How To Fix Broken Leadership

Leadership has seen its challenges over the years, but with the global health crisis, leaders can make or break a company. Michael Troina explains how to fix broken leadership and build success for your team and the company.

The Thrive Global Community welcomes voices from many spheres on our open platform. We publish pieces as written by outside contributors with a wide range of opinions, which don’t necessarily reflect our own. Community stories are not commissioned by our editorial team and must meet our guidelines prior to being published.

When one teammate hurts, the whole team suffers, especially when the injury is passed down from the leader of the bunch. And as our country continues to suffer from the uncertainties of the pandemic’s coronavirus, many leaders find themselves ill-equipped to take on the added pressure. Here is how companies can do their part to fix broken leadership. 


Communication is a term that is frequently discussed but isn’t put into action nearly enough. In times like this, especially, workers are increasingly concerned about what their future will hold and are looking to their leaders to both hear them out and deliver peace of mind. And while some answers may not be set in stone just yet, a leader can mend worries and reestablish credibility by sharing as much information as possible without failing to ask for feedback. A leader that recognizes that communication is a two-way street is an invaluable piece of the puzzle.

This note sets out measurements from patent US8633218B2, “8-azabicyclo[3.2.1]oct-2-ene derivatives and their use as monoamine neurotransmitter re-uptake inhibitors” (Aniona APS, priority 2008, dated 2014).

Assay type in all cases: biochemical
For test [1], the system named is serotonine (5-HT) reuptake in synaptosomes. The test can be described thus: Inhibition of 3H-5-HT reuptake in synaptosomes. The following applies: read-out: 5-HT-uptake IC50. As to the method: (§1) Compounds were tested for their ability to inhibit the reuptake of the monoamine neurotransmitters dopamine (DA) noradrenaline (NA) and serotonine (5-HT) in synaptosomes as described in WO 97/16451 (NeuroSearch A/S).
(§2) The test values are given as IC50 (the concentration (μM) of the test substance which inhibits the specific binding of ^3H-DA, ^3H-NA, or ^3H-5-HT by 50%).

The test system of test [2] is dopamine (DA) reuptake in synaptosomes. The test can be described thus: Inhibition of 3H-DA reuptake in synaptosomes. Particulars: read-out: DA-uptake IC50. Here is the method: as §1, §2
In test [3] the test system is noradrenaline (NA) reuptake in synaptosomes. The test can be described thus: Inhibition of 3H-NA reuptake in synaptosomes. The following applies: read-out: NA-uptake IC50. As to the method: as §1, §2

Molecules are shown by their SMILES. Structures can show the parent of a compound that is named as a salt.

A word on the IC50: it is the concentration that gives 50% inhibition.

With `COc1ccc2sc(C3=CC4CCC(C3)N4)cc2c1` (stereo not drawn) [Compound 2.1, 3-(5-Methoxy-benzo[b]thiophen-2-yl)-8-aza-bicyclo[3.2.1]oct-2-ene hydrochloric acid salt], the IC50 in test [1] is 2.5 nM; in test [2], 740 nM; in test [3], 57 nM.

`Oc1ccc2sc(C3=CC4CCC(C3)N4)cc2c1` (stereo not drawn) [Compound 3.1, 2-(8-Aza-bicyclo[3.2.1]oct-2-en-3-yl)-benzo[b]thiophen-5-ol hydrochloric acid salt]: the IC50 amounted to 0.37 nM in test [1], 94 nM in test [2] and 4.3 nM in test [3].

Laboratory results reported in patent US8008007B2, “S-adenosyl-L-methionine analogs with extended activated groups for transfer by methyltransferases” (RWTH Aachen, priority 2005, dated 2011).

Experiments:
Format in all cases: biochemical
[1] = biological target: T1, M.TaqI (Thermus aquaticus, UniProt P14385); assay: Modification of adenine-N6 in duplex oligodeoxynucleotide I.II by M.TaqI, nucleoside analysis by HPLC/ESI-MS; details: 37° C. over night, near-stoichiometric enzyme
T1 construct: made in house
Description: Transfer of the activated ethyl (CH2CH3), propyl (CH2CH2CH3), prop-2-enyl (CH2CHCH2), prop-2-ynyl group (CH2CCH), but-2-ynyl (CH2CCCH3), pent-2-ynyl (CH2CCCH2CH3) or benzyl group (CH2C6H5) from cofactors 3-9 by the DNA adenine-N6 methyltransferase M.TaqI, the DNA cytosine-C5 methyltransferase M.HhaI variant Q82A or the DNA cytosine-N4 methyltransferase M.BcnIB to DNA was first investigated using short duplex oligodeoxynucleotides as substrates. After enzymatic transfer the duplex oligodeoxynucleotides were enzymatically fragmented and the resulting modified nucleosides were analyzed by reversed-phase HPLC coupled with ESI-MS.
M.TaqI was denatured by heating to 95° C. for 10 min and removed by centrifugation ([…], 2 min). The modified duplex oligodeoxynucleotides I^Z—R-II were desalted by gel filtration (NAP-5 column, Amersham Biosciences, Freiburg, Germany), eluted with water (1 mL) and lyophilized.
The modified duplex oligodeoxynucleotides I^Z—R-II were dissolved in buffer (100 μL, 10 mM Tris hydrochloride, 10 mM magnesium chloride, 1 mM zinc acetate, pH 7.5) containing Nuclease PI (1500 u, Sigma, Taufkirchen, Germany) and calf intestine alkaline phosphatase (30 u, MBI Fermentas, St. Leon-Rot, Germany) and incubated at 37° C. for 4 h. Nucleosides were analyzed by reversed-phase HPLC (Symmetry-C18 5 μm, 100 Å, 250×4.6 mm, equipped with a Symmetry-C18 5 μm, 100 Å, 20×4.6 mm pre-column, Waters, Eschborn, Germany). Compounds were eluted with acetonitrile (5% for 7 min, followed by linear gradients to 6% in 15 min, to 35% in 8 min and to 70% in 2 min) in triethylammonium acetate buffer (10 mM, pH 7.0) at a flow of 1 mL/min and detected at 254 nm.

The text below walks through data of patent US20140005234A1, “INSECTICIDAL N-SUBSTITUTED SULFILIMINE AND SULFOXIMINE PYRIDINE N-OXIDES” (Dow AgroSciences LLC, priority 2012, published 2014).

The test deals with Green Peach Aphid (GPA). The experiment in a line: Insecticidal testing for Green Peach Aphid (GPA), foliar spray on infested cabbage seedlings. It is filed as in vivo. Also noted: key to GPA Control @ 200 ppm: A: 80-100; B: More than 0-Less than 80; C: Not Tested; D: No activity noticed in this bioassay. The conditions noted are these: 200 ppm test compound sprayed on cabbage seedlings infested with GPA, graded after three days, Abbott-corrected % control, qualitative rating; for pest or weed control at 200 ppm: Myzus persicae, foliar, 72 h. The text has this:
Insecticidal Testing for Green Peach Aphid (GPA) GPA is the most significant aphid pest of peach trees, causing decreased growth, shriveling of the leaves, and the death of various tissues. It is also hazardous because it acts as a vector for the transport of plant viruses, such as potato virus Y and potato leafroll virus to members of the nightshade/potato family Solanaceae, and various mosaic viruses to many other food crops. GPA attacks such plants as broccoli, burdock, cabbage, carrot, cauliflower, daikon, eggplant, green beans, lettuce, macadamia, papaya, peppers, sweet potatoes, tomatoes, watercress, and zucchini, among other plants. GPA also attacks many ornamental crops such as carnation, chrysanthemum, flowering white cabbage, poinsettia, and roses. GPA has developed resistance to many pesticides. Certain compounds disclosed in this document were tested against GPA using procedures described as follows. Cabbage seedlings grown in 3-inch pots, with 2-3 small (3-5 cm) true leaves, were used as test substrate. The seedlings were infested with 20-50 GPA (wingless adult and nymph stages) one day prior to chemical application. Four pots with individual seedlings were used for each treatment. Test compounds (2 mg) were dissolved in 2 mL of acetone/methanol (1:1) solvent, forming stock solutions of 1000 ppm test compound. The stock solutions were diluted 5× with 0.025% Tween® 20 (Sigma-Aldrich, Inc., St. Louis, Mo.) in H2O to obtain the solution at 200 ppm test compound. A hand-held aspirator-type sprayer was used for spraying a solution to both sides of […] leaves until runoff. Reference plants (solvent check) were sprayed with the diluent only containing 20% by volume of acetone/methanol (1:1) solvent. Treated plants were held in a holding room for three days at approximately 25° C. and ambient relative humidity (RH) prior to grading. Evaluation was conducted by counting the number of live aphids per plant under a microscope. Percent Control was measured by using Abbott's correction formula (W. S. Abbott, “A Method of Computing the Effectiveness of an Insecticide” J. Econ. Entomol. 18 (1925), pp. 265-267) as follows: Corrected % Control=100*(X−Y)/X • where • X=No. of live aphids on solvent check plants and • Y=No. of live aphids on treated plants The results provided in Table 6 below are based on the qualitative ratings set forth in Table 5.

Be Accountable

While they may not be the ones doing the footwork, the leaders are always at fault to some degree. While this self-loathing isn’t the way to go, it is imperative to admit all wrongdoings. This tactic will not only lead to more trust, but it has a way of reminding everyone that they are in the game together. Also, where there is accountability, there will be a natural drive to correct all shortcomings. 

Don’t Be Afraid To Ditch the Norms

There may come a time in which the old way of doing things has met their expiration date. When these moments present themselves, it is time to rebuild the operation in creative ways. This may mean going digital or switching roles so that workers can use their unique talents. It is a leader’s job to be both innovative and experimental, so don’t be afraid of going the route of the unknown. Instead, fear staying stagnant and causing others to fail as a result of weak guidance. 

The truth is, a company will never flourish under poor leadership. However, there is always light at the end of the tunnel. With the right attitude and willingness to succeed, any leader can find their way to the other side.

Share your comments below. Please read our commenting guidelines before posting. If you have a concern about a comment, report it here.

You might also like...

Courtesy of tomertu / Shutterstock

Middle Leadership – New Language for Cultivating Leadership in the Middle

by Betsy Atkins & Lisa Dallmer

Why Comparing Yourself to Others Can Ruin You as a Leader | Matthew Littlemore | Orlando, Florida

by Matthew Littlemore

What Exactly is Servant Leadership?

by Jason William Kumpf
We use cookies on our site to give you the best experience possible. By continuing to browse the site, you agree to this use. For more information on how we use cookies, see our Privacy Policy.